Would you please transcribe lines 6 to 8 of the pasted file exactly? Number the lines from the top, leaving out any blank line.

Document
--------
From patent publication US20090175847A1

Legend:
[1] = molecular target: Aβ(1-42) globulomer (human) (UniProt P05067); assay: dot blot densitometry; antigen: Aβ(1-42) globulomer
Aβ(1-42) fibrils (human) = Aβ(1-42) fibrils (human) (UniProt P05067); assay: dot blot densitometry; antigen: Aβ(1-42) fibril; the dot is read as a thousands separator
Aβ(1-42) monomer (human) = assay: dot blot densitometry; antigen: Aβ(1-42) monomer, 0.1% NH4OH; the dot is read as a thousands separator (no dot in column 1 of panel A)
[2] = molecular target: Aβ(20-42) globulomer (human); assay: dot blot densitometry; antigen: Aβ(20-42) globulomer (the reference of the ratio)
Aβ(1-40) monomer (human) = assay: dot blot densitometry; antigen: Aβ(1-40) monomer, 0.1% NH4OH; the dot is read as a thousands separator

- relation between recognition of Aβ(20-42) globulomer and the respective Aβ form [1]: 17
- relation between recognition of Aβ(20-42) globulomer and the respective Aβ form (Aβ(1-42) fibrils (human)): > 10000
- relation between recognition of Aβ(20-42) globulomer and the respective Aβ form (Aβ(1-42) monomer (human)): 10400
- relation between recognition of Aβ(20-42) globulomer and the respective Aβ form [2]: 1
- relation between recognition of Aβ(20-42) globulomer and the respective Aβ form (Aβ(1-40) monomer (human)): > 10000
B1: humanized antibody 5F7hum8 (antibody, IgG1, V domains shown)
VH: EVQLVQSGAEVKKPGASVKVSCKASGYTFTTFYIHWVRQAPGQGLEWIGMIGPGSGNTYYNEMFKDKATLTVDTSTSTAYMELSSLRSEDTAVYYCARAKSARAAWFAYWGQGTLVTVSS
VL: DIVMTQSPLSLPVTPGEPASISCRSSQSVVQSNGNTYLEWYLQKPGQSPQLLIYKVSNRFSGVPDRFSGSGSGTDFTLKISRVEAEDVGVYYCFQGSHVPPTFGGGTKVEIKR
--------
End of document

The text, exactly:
[2] = molecular target: Aβ(20-42) globulomer (human); assay: dot blot densitometry; antigen: Aβ(20-42) globulomer (the reference of the ratio)
Aβ(1-40) monomer (human) = assay: dot blot densitometry; antigen: Aβ(1-40) monomer, 0.1% NH4OH; the dot is read as a thousands separator

- relation between recognition of Aβ(20-42) globulomer and the respective Aβ form [1]: 17